BBC News with Sue Montgomery.A remembrance service for the Duke of Edinburgh has taken place at Canterbury Cathedral. Britain is observing a week's morning for Queen Elizabeth's husband who died on Friday aged 99. Simon Jones is in Canterbury.Only 120 worshippers were able to attend the service of remembrance and thanksgiving in person due to coronavirus restrictions, but thousands more watched online. The archbishop of Canterbury said Prince Philip had shown a remarkable willingness to take the hand he had been dealt in life, and to follow its call to inquire, think, trust, and pray. He said the loss of a great life had left a very great gap.Press was said thanking the Duke for his commitment, his service to the country and his support of the queen. Thoughts of comfort were offered to the royal family and all those who have suffered loss. The archbishop who has previously spoken about Prince Philip's joy at life is expected to officiate at his funeral in Windsor next Saturday.After a service at a chapel in Windsor Castle, the Queen's second son, Prince Andrew, said Queen Elizabeth had described the loss of her husband as having left a huge void in her life.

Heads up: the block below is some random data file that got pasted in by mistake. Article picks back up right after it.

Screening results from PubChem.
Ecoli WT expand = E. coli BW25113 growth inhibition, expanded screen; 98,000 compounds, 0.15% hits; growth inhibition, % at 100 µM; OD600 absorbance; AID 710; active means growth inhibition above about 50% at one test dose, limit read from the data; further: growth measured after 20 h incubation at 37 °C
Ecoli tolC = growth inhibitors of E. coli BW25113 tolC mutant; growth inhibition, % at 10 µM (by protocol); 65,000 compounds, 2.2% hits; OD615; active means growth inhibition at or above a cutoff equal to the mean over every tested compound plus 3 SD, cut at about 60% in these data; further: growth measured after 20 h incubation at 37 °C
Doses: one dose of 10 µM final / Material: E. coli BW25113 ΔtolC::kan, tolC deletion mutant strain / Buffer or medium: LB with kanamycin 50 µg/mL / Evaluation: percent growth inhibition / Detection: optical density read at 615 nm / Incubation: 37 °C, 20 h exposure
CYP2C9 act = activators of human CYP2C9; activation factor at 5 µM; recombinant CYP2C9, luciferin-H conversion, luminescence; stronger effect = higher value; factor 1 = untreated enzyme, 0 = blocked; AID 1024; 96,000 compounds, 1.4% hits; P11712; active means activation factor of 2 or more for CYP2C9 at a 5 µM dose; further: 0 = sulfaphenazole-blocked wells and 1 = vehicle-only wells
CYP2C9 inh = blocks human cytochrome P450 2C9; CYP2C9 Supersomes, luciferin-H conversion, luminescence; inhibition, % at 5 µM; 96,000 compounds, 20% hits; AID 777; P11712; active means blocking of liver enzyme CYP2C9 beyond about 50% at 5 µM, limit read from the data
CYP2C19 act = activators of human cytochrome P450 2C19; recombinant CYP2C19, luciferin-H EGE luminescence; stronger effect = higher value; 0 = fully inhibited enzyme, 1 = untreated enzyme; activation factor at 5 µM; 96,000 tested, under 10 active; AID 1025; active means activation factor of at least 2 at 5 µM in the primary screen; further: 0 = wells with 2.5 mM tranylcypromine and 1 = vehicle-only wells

King Abdullah of Jordan and his half-brother Prince Hamzah have appeared together in public for the first time since the prince said he had been placed under house arrest.Sebastian Usher reports.Photographs released by the Jordanian Royal Court showed the royal family praying at the shrines of previous kings. It's part of a commemoration of the country's 100 years of independence. Prince Hamza is among them.Just a week ago, the only sight of him was in a clandestine video, passed to the BBC in which he denied any conspiracy, but condemned the government for incompetence and corruption. For days, the internal conflict that had been exposed within the ruling elite threatened Jordan's much wanted, though ever fragile stability.King Abdullah tried to put an end to it by saying the Prince was under his care while a letter from Hamzah pledged allegiance to the monarch.The new pictures of Prince Hamzah back in the fold of the family are another public sign of Jordan's rulers trying to draw a line under the incident.
The EU's foreign affairs chief says geopolitical competition is hampering efforts to hold the violence in Myanmar after February's coup. Here's Danny Eberhardt.The EU is clearly horrified by the killing of hundreds of unarmed protesters, but its options, as Mr. Borrell acknowledged, are limited. It's drawing up a second round of sanctions that will target companies run by Myanmar's military, but its economic presence is relatively small.BBC news.